6. What You Need To Know About The Battle of Portland (Robert Evans, Bellingcat): “I reported on the fighting in Mosul back in 2017, and what happened that night in the streets of Portland was, of course, not nearly as brutal or dangerous as actual combat. Yet it was about as close as you can get without using live ammunition.“ A significant qualifier at the end of that sentence, interesting nonetheless.
    • Portland’s protests were supposed to be about black lives. Now, they’re white spectacle. (E.D. Mondainé, Washington Post): “We welcome our white brothers and sisters in this struggle. In fact, we need them. But I must ask them to remain humbly attuned to the opportunity of this moment — and to reflect on whether any actions they take will truly help establish justice, or whether they are simply for show.” The author is president of the Portland branch of the NAACP.
    • Out of Portland tear gas, an apparition emerges, capturing the imagination of protesters (Los Angeles Times): “She emerged as an apparition from clouds of tear gas as federal agents fired pepper balls at angry protesters in the early Saturday darkness. A woman wearing nothing but a black face mask and a stocking cap strode toward a dozen heavily armed agents attired in camouflage fatigues, lined up across a downtown Portland street.” Portland gonna port.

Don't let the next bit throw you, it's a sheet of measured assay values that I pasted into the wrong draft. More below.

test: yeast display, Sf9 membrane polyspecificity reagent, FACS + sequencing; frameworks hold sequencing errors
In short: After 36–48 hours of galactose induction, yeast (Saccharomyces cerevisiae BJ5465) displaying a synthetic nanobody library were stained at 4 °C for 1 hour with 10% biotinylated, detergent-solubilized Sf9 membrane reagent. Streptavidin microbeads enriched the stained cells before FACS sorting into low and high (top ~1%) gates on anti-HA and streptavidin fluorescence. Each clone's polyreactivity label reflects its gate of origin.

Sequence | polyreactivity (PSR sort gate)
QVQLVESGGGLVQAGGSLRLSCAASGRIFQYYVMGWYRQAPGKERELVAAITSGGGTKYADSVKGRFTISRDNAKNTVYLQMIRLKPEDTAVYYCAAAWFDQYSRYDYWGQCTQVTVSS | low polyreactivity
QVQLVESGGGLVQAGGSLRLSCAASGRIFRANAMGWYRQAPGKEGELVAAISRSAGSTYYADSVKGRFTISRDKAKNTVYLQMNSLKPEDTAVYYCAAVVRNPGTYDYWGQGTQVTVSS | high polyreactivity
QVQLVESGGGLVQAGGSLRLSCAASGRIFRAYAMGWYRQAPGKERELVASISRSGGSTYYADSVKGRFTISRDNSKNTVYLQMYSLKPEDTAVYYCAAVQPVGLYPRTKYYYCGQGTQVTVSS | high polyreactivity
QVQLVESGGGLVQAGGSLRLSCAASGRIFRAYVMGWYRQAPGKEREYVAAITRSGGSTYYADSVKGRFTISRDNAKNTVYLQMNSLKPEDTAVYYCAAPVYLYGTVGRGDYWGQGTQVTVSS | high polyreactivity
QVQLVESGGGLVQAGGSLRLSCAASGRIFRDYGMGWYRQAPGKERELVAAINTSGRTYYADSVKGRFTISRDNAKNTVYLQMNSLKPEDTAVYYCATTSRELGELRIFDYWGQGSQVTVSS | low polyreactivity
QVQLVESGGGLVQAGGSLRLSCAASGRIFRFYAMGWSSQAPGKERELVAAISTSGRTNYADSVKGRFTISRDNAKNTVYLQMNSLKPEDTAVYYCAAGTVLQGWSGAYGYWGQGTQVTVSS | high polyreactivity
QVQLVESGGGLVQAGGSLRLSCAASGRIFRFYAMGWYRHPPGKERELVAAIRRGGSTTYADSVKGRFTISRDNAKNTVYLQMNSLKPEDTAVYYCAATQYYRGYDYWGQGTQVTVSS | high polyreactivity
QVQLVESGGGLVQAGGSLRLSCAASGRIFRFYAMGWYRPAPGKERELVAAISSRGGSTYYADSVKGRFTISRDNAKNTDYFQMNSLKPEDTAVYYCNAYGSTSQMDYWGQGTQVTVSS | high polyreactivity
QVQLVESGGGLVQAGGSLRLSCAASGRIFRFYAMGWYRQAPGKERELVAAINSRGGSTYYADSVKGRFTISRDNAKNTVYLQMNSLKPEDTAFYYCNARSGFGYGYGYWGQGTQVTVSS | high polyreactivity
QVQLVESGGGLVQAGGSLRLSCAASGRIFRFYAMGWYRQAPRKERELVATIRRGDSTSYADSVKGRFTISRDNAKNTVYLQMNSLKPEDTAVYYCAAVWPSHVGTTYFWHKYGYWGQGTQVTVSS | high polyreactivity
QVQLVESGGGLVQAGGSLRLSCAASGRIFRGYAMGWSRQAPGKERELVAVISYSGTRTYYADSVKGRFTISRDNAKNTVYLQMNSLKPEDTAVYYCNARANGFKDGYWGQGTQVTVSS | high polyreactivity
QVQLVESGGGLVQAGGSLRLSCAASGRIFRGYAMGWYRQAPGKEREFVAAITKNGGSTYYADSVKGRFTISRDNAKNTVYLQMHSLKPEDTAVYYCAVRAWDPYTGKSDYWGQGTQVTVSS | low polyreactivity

• Tangentially Related: American Crime and the Baltimore Model (Bret Stephens, New York Times): “Idealists may hope these changes will eliminate police brutality as communities find better ways to prevent crime than deterrence and force. But on the hunch that human nature hasn’t changed, that isn’t going to happen. Criminals, fearing less, will continue to prey on others. Police, fearing more, will hold back from doing their jobs. Those with means to leave their neighborhoods, will. Those without the means will suffer.”
  7. A new intelligentsia is pushing back against wokeness (Batya Ungar-Sargon, Forward): “The anti-woke Black intelligentsia is leading a counter-culture to a woke hegemony and the online culture that popularized it. But their views hew more closely to those of most Black Americans than the new antiracism. Polling has long indicated that white liberals express radically more liberal views on racial and social issues than their Black and Latino neighbors.” Very interesting interviews.